Lewisville Town Hall

At first glance. I thought it was a church or perhaps an old school. On closer inspection, it’s actually the town hall.

Whatever it is, it’s a nice focal point in Lewisville, Ohio, a town of just over 200 residents. I caught a glimpse one fine summer day in 2020 when in I took a scenic drive through the Wayne National Forest.

Remember, fellow adventurers, sometimes you just need to hop in the car and go for a drive down a road you do not know. Find some lunch or a great milkshake and just go see what’s out there. Trust me. You’ll love it.

Reconnaissance Mission In Oakland, Maryland

Monday Lurray Caverns and Garrett County (134)

The last big stop on this road trip adventure was in Oakland, Maryland. On Monday afternoon, I grabbed lunch to eat while traveling along mostly two lane highways from Luray Caverns and through western Virginia, West Virginia and Maryland.

Being Columbus Day, a lot of Oakland businesses were closed but I was really there on a reconnaissance mission. You see, we think that some of my family came from this area. I had started working on my genealogy years ago but had to give up the effort when college, career and life got in the way.

Thanks to Ancestry.com this kind of research is much simpler than it was twenty years ago so I’m planning to buy myself a membership for Christmas and unravel some mysteries.

Meanwhile, I just wanted to see the town. And since I’ve seen it, I’m plotting a trip back in the spring when the weather is better. It’s about five hours from here – perfect for a long weekend.

The town is built into a mountain and has a commercial strip lined with all the non-descript fast food and retail you see in small towns. But the downtown is adorable. There’s a gorgeous old courthouse and it seems like even the plainest buildings have some kind of fun twist, even if it’s just artful displays of flowers outside.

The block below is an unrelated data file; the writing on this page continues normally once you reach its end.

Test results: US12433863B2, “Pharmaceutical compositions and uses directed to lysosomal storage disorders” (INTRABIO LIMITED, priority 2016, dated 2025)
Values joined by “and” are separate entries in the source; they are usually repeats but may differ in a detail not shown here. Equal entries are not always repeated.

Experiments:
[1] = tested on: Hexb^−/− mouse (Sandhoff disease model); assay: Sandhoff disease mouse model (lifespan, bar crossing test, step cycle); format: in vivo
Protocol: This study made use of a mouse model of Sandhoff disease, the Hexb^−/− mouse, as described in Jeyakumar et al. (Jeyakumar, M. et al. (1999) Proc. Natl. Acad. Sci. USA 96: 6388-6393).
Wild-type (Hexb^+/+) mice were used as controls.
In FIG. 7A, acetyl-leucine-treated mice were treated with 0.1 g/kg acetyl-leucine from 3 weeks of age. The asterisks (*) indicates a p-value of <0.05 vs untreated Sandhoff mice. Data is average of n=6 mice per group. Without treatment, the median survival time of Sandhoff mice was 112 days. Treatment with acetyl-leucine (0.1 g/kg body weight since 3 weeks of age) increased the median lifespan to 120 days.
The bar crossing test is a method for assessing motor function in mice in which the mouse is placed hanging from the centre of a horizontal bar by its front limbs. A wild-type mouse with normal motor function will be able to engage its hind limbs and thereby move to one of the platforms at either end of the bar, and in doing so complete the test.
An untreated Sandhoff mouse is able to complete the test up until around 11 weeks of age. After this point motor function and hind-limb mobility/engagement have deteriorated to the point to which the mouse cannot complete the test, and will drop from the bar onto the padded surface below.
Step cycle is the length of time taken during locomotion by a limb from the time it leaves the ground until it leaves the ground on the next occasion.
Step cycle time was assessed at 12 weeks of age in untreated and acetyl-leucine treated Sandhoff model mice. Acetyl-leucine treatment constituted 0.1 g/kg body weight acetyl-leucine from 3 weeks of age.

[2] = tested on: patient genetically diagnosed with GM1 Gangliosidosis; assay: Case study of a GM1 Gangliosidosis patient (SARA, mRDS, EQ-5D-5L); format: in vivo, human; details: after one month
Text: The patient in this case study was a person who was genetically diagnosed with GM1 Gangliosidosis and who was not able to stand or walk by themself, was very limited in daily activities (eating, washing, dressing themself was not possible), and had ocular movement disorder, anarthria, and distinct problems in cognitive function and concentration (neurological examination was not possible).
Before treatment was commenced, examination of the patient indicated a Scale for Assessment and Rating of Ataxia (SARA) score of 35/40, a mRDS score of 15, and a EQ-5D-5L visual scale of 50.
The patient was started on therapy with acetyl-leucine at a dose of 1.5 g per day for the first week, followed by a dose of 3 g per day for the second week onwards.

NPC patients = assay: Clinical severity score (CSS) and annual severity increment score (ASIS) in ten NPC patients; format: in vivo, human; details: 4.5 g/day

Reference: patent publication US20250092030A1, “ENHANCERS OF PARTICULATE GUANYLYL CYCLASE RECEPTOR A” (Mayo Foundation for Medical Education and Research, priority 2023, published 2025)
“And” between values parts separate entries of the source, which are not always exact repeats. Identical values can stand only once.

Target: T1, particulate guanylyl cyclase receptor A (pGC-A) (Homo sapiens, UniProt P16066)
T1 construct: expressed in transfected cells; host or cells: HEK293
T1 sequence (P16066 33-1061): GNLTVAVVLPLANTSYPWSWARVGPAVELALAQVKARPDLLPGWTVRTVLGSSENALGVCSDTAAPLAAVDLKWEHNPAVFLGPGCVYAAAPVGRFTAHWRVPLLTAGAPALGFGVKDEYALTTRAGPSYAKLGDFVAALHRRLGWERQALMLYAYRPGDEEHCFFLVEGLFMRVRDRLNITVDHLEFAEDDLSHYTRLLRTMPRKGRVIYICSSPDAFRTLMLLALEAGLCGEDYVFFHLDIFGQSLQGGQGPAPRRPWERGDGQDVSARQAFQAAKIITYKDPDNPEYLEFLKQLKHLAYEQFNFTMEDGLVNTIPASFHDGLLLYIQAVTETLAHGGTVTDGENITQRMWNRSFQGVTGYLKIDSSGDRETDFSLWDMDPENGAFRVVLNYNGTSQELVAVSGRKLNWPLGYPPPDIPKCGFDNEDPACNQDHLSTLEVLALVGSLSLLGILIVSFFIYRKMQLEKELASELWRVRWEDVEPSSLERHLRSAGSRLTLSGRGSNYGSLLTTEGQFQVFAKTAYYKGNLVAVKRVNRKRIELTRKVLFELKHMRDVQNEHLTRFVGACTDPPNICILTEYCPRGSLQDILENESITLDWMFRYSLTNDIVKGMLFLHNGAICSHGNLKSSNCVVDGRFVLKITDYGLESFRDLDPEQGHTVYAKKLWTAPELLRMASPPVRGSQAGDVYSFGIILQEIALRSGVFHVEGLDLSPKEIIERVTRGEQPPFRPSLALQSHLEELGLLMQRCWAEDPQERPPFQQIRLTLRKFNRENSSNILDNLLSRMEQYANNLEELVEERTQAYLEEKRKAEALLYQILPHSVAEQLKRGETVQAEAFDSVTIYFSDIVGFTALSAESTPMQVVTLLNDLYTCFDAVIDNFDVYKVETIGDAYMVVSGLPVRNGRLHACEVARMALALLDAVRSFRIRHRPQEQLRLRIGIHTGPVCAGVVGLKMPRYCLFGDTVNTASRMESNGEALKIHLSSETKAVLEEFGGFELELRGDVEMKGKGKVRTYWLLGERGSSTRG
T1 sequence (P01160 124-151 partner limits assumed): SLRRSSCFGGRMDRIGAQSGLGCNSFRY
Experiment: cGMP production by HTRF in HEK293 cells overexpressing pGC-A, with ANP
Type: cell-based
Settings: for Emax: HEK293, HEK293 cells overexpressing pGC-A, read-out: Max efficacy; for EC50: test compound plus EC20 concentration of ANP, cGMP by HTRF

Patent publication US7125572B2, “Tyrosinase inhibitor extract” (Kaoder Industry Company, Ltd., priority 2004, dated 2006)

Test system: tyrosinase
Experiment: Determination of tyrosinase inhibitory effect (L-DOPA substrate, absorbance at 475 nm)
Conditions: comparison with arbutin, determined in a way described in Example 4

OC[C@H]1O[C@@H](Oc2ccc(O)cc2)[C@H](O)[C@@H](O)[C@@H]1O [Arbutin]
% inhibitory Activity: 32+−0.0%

Monday Lurray Caverns and Garrett County (138)I felt an attachment to one particular church for some reason. It was frustrating to photograph because of power lines and disappointing to see a modern door on the front. However, time marches on and modern doors are often a necessity.

I looked it up online and found images of beautiful wooden doors on the front of St. Matthews Episcopal Church.  I’ve never done this before, but will pack dress clothes and plan to attend a service here on my return. I circled back to this church a few times before leaving town.

There are several retail shops downtown including a few antique stores. I ventured into one for a couple of fun bargains including a travel themed cardboard hat box destined to be part of my vintage suitcase collection. Their prices were more than reasonable and the owners were  thrilled to have an out-of-town visitor.

The town also has three history museums, all of which were closed by the time I arrived. This area is a popular four season destination with a large lake for water sports as well as popular areas for skiing. This was the leg of the journey where I most needed my trusty atlas and where I spent a fair amount of time behind campers and trucks on two lane roads in the mountains.

But that was just part of the fun!